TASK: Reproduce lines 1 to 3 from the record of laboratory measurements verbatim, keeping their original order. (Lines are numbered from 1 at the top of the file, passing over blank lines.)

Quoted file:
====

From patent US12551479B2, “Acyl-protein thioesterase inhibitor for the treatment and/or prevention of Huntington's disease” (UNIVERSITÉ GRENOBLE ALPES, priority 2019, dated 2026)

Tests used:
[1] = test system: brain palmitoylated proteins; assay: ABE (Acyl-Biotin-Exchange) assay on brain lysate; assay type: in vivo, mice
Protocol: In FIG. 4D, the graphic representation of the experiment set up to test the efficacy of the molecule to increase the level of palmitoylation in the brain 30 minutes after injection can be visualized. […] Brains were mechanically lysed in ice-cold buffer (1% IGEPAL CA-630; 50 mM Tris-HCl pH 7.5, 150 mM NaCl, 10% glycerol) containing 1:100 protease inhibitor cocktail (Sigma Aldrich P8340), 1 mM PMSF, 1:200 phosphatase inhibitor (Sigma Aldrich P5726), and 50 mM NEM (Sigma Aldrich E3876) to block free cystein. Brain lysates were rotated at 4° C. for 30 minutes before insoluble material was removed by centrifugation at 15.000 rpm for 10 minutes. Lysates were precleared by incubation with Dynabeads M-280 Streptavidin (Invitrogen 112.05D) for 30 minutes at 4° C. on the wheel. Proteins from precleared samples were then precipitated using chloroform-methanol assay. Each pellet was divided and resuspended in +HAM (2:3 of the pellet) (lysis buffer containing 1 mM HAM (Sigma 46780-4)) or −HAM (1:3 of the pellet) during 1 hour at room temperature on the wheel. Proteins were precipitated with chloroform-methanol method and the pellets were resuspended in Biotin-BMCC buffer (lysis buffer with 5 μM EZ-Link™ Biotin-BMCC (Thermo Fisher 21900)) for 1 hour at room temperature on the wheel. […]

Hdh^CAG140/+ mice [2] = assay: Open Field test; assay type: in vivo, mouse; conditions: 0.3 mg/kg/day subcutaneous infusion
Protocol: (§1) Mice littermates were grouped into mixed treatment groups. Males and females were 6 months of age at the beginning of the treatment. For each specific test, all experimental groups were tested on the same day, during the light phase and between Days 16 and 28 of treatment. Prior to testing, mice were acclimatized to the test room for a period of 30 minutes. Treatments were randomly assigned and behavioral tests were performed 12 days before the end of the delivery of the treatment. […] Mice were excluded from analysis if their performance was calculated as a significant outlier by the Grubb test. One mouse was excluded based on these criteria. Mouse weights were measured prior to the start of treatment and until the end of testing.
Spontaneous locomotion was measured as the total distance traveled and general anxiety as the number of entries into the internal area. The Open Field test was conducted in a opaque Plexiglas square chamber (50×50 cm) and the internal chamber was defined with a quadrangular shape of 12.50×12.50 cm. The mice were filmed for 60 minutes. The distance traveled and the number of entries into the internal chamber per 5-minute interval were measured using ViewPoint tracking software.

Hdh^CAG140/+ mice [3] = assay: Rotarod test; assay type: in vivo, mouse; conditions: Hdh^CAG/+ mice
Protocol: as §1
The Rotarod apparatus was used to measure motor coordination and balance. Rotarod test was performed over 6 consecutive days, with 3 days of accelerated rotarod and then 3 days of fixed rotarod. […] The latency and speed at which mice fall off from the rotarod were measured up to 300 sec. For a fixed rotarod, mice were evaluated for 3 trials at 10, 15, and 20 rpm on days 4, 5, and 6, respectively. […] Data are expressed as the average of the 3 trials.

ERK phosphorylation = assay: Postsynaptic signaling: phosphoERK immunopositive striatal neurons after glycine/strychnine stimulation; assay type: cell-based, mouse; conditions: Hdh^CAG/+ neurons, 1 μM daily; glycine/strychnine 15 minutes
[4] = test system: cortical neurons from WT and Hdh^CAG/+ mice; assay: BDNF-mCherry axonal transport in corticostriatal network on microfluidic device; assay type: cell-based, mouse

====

From patent US12551479B2, “Acyl-protein thioesterase inhibitor for the treatment and/or prevention of Huntington's disease” (UNIVERSITÉ GRENOBLE ALPES, priority 2019, dated 2026)

Tests used:
[1] = test system: brain palmitoylated proteins; assay: ABE (Acyl-Biotin-Exchange) assay on brain lysate; assay type: in vivo, mice